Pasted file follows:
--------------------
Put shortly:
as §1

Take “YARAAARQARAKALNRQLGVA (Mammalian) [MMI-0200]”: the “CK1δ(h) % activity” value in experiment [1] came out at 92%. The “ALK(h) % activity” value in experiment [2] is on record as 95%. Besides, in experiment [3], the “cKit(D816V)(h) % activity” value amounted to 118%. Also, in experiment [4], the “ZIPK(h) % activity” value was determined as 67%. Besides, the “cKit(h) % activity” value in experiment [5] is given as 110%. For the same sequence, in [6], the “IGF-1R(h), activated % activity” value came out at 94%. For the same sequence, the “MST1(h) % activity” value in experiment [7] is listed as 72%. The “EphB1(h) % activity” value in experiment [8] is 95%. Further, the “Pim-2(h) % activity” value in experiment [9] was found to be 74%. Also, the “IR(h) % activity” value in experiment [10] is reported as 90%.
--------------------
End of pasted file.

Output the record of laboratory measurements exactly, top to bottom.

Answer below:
Put shortly:
as §1

Take “YARAAARQARAKALNRQLGVA (Mammalian) [MMI-0200]”: the “CK1δ(h) % activity” value in experiment [1] came out at 92%. The “ALK(h) % activity” value in experiment [2] is on record as 95%. Besides, in experiment [3], the “cKit(D816V)(h) % activity” value amounted to 118%. Also, in experiment [4], the “ZIPK(h) % activity” value was determined as 67%. Besides, the “cKit(h) % activity” value in experiment [5] is given as 110%. For the same sequence, in [6], the “IGF-1R(h), activated % activity” value came out at 94%. For the same sequence, the “MST1(h) % activity” value in experiment [7] is listed as 72%. The “EphB1(h) % activity” value in experiment [8] is 95%. Further, the “Pim-2(h) % activity” value in experiment [9] was found to be 74%. Also, the “IR(h) % activity” value in experiment [10] is reported as 90%.